After a disappointing start to the week European markets rebounded modestly yesterday, but with all the talk of trade wars and plateauing economic data it is becoming apparent that the momentum seen in January has well and truly dissipated. Momentum indicators are starting to flash warning signs of further declines, while German investor sentiment in March slipped back to an 18-month low.
UK inflation slipped back in February following a trend that we’ve seen in EU and US inflation numbers in recent days. This slide back from 3% to 2.7% and the lowest since last summer, will be a very welcome development for UK policymakers worried about rising prices becoming entrenched.
The pound slipped back in the wake of yesterday’s numbers as the prospects of a rate rise in May slipped a little. This appears on the face of it to be a rather one dimensional and simplistic reaction as the fall in CPI is unlikely on its own to make much difference to the reaction function of the Bank of England.
It does appear that the rise in the pound is now starting to exert downwards pressure on prices with input prices also dropping back, but on the other side of the ledger there does appear to be some evidence of upwards pressure on wages, which could see the gap between wages and prices narrow further.
It has been well established that a number of Bank of England officials are expecting wages to start outstripping headline inflation in the coming months, and a strong average earnings number today could well reinforce that narrative, and raise expectations of a move on rates in May, irrespective of yesterday’s softening in headline CPI.
For the three months to January this is expected to see an increase from 2.5% to 2.6%, while the ILO unemployment rate is expected to remain steady at 4.4%.
With a Brexit transition deal agreed in principle the economic outlook is also likely to remain on a fairly even keel, and as such the prospects for a rise in rates has improved.
Today’s Federal Reserve meeting is likely to see the US central bank raise rates for the fourth time in the last 12 months, pushing the Fed funds rate up 25 basis points to 1.5% to 1.75%.
It will also be new Fed chief Jerome Powell’s first press conference as chairman, and investors will be paying particular attention to the Fed's outlook, in light of recent stock market volatility and rising chatter about the prospect of disruptions in international trade, with President Trump threatening $60bn worth of tariffs on Chinese products at the end of this week.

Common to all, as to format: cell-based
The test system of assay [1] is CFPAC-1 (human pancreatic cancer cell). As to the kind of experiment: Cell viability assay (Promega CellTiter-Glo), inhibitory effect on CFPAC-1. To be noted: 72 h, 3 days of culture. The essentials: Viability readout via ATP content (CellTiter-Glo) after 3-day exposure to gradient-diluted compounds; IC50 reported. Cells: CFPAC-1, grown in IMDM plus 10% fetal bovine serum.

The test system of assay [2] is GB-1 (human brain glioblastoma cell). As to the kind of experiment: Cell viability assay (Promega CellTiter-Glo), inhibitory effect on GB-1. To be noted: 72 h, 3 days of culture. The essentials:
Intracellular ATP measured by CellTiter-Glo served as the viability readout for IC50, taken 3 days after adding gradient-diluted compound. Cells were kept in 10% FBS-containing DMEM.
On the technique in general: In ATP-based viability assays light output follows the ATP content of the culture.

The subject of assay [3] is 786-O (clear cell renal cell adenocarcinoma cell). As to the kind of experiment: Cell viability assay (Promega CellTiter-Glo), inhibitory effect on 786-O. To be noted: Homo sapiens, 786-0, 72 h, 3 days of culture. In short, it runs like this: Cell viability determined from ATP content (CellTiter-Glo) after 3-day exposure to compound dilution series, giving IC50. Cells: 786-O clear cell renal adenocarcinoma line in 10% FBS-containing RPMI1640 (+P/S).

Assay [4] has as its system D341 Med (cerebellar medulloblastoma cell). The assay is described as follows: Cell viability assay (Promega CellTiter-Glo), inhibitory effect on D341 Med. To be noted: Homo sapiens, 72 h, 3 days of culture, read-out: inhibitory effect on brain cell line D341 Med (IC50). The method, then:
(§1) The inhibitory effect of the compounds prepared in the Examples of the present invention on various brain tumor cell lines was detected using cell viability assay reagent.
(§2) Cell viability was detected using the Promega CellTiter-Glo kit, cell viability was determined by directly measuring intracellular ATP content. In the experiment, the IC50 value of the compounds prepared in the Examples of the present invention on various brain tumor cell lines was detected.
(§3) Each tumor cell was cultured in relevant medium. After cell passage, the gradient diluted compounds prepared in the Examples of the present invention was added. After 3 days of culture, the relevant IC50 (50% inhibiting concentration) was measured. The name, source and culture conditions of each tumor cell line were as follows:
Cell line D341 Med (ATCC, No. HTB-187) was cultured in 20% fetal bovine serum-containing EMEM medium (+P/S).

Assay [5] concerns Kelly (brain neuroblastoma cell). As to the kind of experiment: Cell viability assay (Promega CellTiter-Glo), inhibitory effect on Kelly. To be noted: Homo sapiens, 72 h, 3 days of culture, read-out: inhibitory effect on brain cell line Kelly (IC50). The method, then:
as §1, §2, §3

The Fed statement, due at 6pm (UK time) is likely to be scrutinised closely for any material changes to the economic outlook as well as changes to the tone from January. Let’s not forget the backdrop to the last meeting was fairly benign in terms of stock market volatility, and took place in the aftermath of recent changes in the US tax code.
The backdrop today is far less benign with concerns about trade wars, slowing economic data, political dislocations in Washington DC and some evidence of softer inflation. Any alterations to the economic forecasts could well send a bigger signal than any variation in the dot plot glide path.
EUR/USD – sliding below support at the 1.2250 level with shallower rebounds has the potential to target the 1.2160 area, and even the 1.2000 area. We need to break above 1.2350 to target the 1.2420 level.
GBP/USD – this week’s break above the 1.4000 area appears to be stalling just below the 1.4100 area. To open up further gains towards 1.4250 we need to hold above the 1.3980 area. A move below 1.3970 runs the risk of a return to the lows last week.
EUR/GBP – still seems range bound with support at the 0.8740 area this week, with a break targeting the 0.8690 area. We need to see a move back through 0.8820 to retarget the recent peaks above 0.8920.
USD/JPY – still finding some support between 105.20 and 105.50, but needs to push beyond 107.20 to suggest the base is in and retarget a move back to 108.30.
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